Safe student project

Kristen+Howell+and+Sara+Bailey+of+the+Safe+Student+Project+with+some+of+the+pepper+spray+they+give+out+for+free+at+the+project%E2%80%99s+sessions.+They+give+about+out+30-50+units+per+session+and+host+them+at+least+once+a+semester.+Photo+courtesy+of+Kritsen+Howell.

Kristen Howell and Sara Bailey of the Safe Student Project with some of the pepper spray they give out for free at the project’s sessions. They give about out 30-50 units per session and host them at least once a semester. Photo courtesy of Kritsen Howell.

Chamian Cruz

Two Appalachian State seniors are offering a sense of security to students and staff by equipping students with free pepper spray and self-defense classes through the Safe Student Project, a new club and local business they started toward the end of spring 2015.

Kristen Howell, senior marketing major and president of SSP, and Sara Bailey, senior risk management and insurance major and vice president of SSP, formed the club with help from the campus police in response to the violence and sexual assaults that were reported on campus last year.

“We just felt that was the right time to do it,” Howell said. “I feel like there are people out there doing something about it, but not as proactive as they need to be.”

Howell and Bailey lead two hour sessions at least once per semester. About 30-50 units of pepper spray are handed out per session completely free. At retail price, pepper spray sells for about $15, Bailey said.

Funding for the club that allows them to give out free pepper spray comes from sponsors such as the Winkler Organization, New River Tire and Auto Company, Alpine Insurance Company and others. Individuals also donate money in support of SSP’s mission.

The idea of handing out pepper spray came from a family friend of Bailey who handed out pepper spray to his friends. After doing some research, Bailey decided it would be a good idea to hand out pepper spray to all college students, not just friends, since it is easy to carry and does not leave permanent effects on the attacker.

“You can’t really pass out things like brass knuckles or knives and be like ‘Here, protect yourself,’” Bailey said. “[Pepper spray] is also nice because it has a dye in it. If you spray someone with pepper spray it dyes their face for about a week and it’s really hard to get off, so the police can identify them.”

As opposed to weapons like guns and knives, pepper spray is actually the only weapon that students are legally allowed to have in their possession, according to Bailey.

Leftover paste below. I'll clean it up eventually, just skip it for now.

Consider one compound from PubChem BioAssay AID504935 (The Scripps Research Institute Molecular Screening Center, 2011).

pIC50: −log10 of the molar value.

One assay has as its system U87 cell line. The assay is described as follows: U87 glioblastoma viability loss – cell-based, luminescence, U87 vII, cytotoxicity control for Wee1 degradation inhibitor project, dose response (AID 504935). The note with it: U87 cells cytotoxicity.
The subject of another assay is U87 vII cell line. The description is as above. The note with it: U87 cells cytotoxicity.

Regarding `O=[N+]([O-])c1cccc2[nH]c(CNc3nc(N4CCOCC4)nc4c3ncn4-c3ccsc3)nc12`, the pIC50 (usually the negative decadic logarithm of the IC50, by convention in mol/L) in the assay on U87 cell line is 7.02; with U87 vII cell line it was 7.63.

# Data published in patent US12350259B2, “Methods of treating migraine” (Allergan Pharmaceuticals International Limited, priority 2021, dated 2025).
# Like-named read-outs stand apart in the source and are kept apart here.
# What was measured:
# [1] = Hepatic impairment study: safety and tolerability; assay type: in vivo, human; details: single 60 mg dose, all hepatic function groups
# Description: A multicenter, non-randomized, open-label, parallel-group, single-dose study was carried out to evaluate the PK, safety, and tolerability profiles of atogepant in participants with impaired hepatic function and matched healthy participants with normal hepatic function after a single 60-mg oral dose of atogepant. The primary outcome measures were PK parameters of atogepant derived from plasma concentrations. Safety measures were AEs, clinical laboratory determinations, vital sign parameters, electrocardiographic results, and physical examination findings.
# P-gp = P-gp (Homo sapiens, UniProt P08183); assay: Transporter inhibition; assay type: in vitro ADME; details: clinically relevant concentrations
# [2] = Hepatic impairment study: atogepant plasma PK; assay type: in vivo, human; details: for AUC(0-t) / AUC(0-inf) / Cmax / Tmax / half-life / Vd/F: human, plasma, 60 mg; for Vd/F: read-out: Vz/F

One of the struggles the club has faced is getting males to take the pepper spray for themselves.

“People should know that it’s not just for girls,” Howell said. “A lot of guys will be like ‘I’ll give it to my girlfriend,’ and that’s great but you can only fight so much. When someone comes up to you with a weapon there’s only so much you can do with a punch.”

Still, SSP is working to partner with the Boone Docks Mixed Martial Arts, a club that focuses on the culmination of several self-defense styles into an effective system, said Spencer Reeves, manager and head Brazilian Jiu Jitsu coach.

Reeves said he met with the leaders of SSP at the Winter Club Expo and instantly thought both organizations could benefit from partnering, especially since all branches of martial arts were founded as a reason to give people the confidence and technical ability to protect themselves in a worst case scenario of physical confrontation.

“I believe that everyone, in school or not, has the right to feel safe at all times,” Reeves said. “As someone who teaches self-defense for a living, I was interested in offering to help them out with training the people in their organization. After talking for a while, we found that we were all on the same page and are currently figuring out how best to come together.”

Currently, classes led by Boone Docks Mixed Martial Arts consist of about 20 students. Plans are being made to organize self-defense seminars for students.

“We are hoping to introduce people to the martial arts in a way that will give them some skills and confidence as well as encouraging them to continue their martial arts and self-defense journey outside of the set seminars,” Reeves said. “[We] take pride in knowing that every student that comes through the door is one less potential victim.”

Howell and Bailey also have long-term goals that will help to grow the club as well as raise awareness on preventative measures against sexual assault and other types of violence.

Some goals include presenting at freshmen orientation and selling pepper spray and drink test kits through their website to raise funds in support of the cause.

“We just want to raise awareness in general,” Howell said. “You don’t think something is going to happen to you unless something does happen. It’s about thinking about it before it gets to that point.”

Story by: Chamian Cruz, News Reporter